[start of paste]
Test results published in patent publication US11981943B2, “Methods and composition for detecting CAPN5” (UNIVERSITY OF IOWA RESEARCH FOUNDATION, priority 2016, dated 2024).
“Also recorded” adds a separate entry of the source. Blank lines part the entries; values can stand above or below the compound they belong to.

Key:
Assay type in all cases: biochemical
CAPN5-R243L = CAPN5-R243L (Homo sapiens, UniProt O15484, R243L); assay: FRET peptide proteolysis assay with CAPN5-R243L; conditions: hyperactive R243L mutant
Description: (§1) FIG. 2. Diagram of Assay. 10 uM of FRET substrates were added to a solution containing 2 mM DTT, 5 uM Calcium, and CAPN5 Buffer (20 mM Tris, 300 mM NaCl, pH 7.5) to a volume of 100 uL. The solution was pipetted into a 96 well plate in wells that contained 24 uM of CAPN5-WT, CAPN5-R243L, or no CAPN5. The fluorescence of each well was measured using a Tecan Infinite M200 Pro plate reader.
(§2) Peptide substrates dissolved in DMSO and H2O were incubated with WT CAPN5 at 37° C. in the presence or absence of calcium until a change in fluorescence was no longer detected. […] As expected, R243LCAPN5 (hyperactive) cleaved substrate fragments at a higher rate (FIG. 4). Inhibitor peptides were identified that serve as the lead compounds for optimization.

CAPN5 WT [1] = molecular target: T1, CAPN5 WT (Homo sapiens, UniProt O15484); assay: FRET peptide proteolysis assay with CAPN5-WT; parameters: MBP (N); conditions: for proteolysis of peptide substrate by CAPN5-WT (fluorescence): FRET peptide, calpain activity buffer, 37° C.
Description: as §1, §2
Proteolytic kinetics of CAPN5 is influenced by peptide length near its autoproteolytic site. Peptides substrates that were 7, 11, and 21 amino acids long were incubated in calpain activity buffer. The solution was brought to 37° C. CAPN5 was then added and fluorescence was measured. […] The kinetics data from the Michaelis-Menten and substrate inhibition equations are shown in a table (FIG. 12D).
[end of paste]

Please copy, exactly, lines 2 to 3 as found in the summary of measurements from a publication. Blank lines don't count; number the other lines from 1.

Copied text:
“Also recorded” adds a separate entry of the source. Blank lines part the entries; values can stand above or below the compound they belong to.

Key: